While the game saves automatically and quite frequently, I found the load feature a bit lacking. Now, it works perfectly but when you continue an episode, you don’t know where your save file is at. When you finish an episode, the game saves right before the cutscene that plays as the cliffhanger for the next episode. Now, the thing is, the game uses cloud saves when you sign in with your XBOX account. So, when I clicked continue on the first episode on my PC, the end cut scene of the first episode started playing. It would be lovely if the load feature told you where the game saved. In addition to that, when you click on the “play now” buttons in the main menu with the episodes, the game directly loads your save file. So, if you want to start from the beginning because you think you skipped some collectibles, you need to go to the “episode” section of the main menu and start it from there.

It’s a shame really, the UI could be so much better. There are just bad design decisions. Thankfully, most of them are fixed in the Steam version where you don’t have the Microsoft App UI on top of the game. But, that version misses quite a lot of features of the collector’s edition.

Something I haven’t mentioned or talked about is the music and sound design. The soundtrack of this game is quite well done. The only complaint I have is that some tracks are a bit too short and because they are played quite often, the loop started to annoy me in some puzzles. Yet, the soundtrack is one that I’m going to add to my music library so I can listen to it while I’m writing or relaxing. It’s that good. It’s a relaxing but mysterious soundtrack that’s fully orchestrated. Together with amazing sound effects and sound design, this game really shines in its audiovisual presentation. Now, one nitpick is that I feel that the music for the main menu is a bit too quiet, a bit too mysterious. Sometimes I felt there wasn’t any music in the main menu.

Now, is this game difficult? Not really, this game can be extremely easy and quite challenging depending on the difficulty setting you to pick. There are three settings. Depending on how difficult you make the game, the more supporting features are disabled. On the “EASY” setting, active hidden object or puzzle locations are revealed with sparkles and the hint and skip buttons recharge quite quickly. On the “NORMAL” difficulty setting, the sparkles appear less frequently and the hint and skip buttons recharge slower. And finally, on the highest difficulty, also known as “EXPERT”, no sparkles and the hint and skip buttons are disabled. You can change the difficulty setting at any time while you are playing an episode.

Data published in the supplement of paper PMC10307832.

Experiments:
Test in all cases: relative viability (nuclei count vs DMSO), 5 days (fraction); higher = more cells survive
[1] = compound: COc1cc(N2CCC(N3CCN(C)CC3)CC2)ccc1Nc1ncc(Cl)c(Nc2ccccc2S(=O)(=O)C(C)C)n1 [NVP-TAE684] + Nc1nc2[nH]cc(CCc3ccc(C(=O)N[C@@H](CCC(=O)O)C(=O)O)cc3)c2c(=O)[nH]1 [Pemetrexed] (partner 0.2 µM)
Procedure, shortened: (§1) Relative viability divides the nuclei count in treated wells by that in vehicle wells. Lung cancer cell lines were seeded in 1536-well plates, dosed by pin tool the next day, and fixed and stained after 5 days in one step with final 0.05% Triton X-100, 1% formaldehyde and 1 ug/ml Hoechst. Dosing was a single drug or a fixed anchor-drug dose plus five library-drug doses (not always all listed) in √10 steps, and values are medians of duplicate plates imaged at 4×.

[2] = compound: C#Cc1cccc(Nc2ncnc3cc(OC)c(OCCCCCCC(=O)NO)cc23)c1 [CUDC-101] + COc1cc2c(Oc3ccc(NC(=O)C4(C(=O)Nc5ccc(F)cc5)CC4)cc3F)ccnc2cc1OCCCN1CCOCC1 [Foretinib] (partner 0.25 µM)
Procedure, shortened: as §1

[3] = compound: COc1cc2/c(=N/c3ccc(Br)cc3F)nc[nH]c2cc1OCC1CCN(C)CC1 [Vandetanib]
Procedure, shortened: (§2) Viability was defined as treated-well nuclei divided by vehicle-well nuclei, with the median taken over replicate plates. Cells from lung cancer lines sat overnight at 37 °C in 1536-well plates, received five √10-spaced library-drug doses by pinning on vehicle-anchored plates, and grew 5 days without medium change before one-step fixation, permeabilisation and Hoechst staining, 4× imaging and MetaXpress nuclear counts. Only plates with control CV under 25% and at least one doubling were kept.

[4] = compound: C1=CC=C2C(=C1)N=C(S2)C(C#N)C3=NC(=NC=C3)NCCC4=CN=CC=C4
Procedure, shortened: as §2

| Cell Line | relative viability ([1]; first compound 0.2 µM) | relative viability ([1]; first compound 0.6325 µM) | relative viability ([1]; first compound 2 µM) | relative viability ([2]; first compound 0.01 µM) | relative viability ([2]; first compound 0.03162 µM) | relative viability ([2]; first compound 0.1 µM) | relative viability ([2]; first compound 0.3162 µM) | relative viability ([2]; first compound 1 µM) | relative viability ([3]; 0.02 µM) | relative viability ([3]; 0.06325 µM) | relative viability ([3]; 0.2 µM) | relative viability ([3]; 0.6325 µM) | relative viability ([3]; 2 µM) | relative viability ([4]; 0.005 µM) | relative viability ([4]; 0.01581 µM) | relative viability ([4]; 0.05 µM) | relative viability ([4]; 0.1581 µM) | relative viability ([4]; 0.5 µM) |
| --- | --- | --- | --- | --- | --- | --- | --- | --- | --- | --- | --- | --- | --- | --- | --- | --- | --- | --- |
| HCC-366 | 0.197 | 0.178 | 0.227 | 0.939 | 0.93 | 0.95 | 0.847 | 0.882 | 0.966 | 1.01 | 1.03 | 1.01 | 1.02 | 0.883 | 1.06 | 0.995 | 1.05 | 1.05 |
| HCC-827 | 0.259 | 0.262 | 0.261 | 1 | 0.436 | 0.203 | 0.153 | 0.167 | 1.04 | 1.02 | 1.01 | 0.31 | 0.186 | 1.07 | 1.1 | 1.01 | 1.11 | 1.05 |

Speaking about the hint button, I really liked the way this game gives you hints. When you click on the hint button the first time, you get a clue to what is the next step you could take. There is an additional button on the hint pop-up and if you click on that button, you get the exact solution you are looking for.

During this review, I have talked about various things that this game does better compared to other hidden object adventure games like for example the length, the back button, and the replay value. But, there is one thing that this game doesn’t have compared to newer games that would have been a great addition in this title. The custom difficulty setting. With these settings, you can adjust which supporting options you want to enable and disable or how long you want to the hint and/or skip buttons to recharge for. But, this might have been too tricky to program with the ability to change the difficulty settings on the fly. The other thing that this game doesn’t have is a map screen. Usually, in these map screens, you can see the locations you have visited and where actions can be done. This would have been helpful with some of the longer episodes.

With that said, I think it’s high time to close off this review. It’s time for the closing thoughts on this game!

Conclusion

Note: While I talked a lot in this review about the Steam version of this game. The conclusion applies to the Windows App Store version of the game that I played on the Windows Surface RT tablet.

The bad: 

  • The UI could use some more polish.
  • The Dutch translation has some text bugs.
  • There was no way to choose the language of the game.

The good:

+ Amazing audiovisual presentation.

+ Replay value in a hidden object game!

+ The collector’s edition has a lot of amazing bonus content.

+ Amazing artwork.

+ …

Final thoughts:

Man, this has been a tricky game to review. I have played parts of the Steam version and the Windows App store version. I’m certain that the versions for Android and iOS have some differences but will most likely play similar to the Windows Surface RT version.